I’ve noticed that when people are first beginning their DEI journeys, they often become particularly frustrated with the idea of monitoring their language, e.g. to avoid microaggressions. An attendee of one of my workshops approached me in a huff, angered by the possibility that she might offend someone simply by saying Good morning! For those of us who feel frustrated by the idea of another item being loaded onto our plates, my advice is this: lean into close examinations of our language rather than pushing against them. What do I mean? I’ll explain with a short personal story.
When I first moved to the U.S. in 1996, Seinfeld was one of the most popular shows on television. Time after time, I heard praise for how hilarious it was. Finally, in November 2022, I was able to watch it myself. Let me tell you — I was shocked by the inappropriate humor. It felt like every other line of dialogue, someone was the butt of the “joke” because of an element of their identity or personhood that they could not control. At the time, perhaps this was considered “funny,” but today we have come to realize that if “jokes” are hurting someone, they really aren’t jokes at all. And there is true harm incurred by this type of “humor”; when we watch people make fun of others for factors out of their control, this “joke” becomes tacit approval for us to do the same. We, too, can make a “joke” about someone’s identity because It’s normal! Everyone does this! without considering the negative impact those words can have.
One show I absolutely adored when I arrived in the U.S. was Friends. I am not kidding when I say that I bought every single one of the DVDs for each season! At the time, I didn’t see the show as offensive, but just because I didn’t see it as such doesn’t mean it was not. Jennifer Aniston recently commented that today’s humor, compared to when Friends was made, is “a little tricky because you have to be very careful, which makes it really hard for comedians, because the beauty of comedy is that we make fun of ourselves, make fun of life.” But what she doesn’t highlight here is that Friends, like so many shows of its time, also involved making fun of others, and to make fun of others is not true comedy.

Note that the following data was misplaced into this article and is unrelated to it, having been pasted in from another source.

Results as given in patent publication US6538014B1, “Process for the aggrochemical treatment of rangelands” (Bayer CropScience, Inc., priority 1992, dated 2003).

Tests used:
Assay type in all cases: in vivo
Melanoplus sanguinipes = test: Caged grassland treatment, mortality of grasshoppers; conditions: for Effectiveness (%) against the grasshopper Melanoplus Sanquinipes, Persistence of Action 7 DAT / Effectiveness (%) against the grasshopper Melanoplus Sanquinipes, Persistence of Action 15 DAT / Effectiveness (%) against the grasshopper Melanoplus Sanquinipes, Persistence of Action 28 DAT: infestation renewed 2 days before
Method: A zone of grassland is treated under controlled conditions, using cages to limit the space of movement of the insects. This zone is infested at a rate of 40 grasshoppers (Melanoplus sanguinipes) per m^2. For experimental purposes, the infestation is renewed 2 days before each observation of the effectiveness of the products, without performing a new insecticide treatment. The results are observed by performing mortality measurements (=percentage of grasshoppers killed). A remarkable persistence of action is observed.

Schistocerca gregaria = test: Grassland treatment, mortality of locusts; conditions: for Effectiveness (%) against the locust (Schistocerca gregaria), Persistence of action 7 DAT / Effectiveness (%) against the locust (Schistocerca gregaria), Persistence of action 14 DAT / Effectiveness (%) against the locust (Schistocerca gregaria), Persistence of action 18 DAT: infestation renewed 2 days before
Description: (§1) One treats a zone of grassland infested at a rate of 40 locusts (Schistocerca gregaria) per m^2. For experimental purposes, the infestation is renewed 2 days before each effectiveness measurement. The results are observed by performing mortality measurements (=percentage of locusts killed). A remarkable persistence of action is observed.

Of course, what do my experiences with Seinfeld and Friends have to do with examining our language? Well, it is only through increasing my own awareness regarding discrimination that I have come to realize how my own humor, my own words have hurt people without me realizing. Instead of being wary about if what we say will potentially offend or hurt someone, we should embrace the curiosity about other people and their journeys. To consider the impact of our words before we speak is to show we care about the people around us! What could be a more admirable goal than that?
Dima Ghawi is the founder of a global talent development company with a primary mission for advancing individuals in leadership. Through keynote speeches, training programs and executive coaching, Dima has empowered thousands of professionals across the globe to expand their leadership potential. In addition, she provides guidance to business executives to develop diversity, equity, and inclusion strategies and to implement a multi-year plan for advancing quality leaders from within the organization.